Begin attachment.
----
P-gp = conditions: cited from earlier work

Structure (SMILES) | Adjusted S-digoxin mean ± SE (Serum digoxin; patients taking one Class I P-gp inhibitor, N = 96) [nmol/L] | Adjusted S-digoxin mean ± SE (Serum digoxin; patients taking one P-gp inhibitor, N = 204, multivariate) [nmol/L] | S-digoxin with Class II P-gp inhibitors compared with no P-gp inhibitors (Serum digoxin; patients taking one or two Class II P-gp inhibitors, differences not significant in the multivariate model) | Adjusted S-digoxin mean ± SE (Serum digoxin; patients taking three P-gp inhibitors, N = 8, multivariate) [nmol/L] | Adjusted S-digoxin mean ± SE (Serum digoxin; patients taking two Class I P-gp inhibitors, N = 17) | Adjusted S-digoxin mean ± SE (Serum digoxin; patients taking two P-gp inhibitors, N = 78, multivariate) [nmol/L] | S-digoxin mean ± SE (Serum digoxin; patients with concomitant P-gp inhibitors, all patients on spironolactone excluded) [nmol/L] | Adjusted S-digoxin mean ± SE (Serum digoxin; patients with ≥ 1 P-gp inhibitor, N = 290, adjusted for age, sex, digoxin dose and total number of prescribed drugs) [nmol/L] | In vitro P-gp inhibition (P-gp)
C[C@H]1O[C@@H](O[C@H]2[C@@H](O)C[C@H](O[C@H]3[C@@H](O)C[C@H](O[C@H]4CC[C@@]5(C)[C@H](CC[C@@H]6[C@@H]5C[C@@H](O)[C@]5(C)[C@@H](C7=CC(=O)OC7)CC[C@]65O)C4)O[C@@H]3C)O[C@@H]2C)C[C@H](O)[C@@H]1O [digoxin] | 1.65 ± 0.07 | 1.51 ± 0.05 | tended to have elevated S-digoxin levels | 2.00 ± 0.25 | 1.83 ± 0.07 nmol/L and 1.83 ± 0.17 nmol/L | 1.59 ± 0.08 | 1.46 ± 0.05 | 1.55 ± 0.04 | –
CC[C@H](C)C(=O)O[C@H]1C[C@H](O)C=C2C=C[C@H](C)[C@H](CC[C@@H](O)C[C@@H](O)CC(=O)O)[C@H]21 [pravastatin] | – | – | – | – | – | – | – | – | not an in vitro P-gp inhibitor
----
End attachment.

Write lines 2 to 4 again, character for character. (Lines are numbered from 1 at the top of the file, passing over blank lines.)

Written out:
Structure (SMILES) | Adjusted S-digoxin mean ± SE (Serum digoxin; patients taking one Class I P-gp inhibitor, N = 96) [nmol/L] | Adjusted S-digoxin mean ± SE (Serum digoxin; patients taking one P-gp inhibitor, N = 204, multivariate) [nmol/L] | S-digoxin with Class II P-gp inhibitors compared with no P-gp inhibitors (Serum digoxin; patients taking one or two Class II P-gp inhibitors, differences not significant in the multivariate model) | Adjusted S-digoxin mean ± SE (Serum digoxin; patients taking three P-gp inhibitors, N = 8, multivariate) [nmol/L] | Adjusted S-digoxin mean ± SE (Serum digoxin; patients taking two Class I P-gp inhibitors, N = 17) | Adjusted S-digoxin mean ± SE (Serum digoxin; patients taking two P-gp inhibitors, N = 78, multivariate) [nmol/L] | S-digoxin mean ± SE (Serum digoxin; patients with concomitant P-gp inhibitors, all patients on spironolactone excluded) [nmol/L] | Adjusted S-digoxin mean ± SE (Serum digoxin; patients with ≥ 1 P-gp inhibitor, N = 290, adjusted for age, sex, digoxin dose and total number of prescribed drugs) [nmol/L] | In vitro P-gp inhibition (P-gp)
C[C@H]1O[C@@H](O[C@H]2[C@@H](O)C[C@H](O[C@H]3[C@@H](O)C[C@H](O[C@H]4CC[C@@]5(C)[C@H](CC[C@@H]6[C@@H]5C[C@@H](O)[C@]5(C)[C@@H](C7=CC(=O)OC7)CC[C@]65O)C4)O[C@@H]3C)O[C@@H]2C)C[C@H](O)[C@@H]1O [digoxin] | 1.65 ± 0.07 | 1.51 ± 0.05 | tended to have elevated S-digoxin levels | 2.00 ± 0.25 | 1.83 ± 0.07 nmol/L and 1.83 ± 0.17 nmol/L | 1.59 ± 0.08 | 1.46 ± 0.05 | 1.55 ± 0.04 | –
CC[C@H](C)C(=O)O[C@H]1C[C@H](O)C=C2C=C[C@H](C)[C@H](CC[C@@H](O)C[C@@H](O)CC(=O)O)[C@H]21 [pravastatin] | – | – | – | – | – | – | – | – | not an in vitro P-gp inhibitor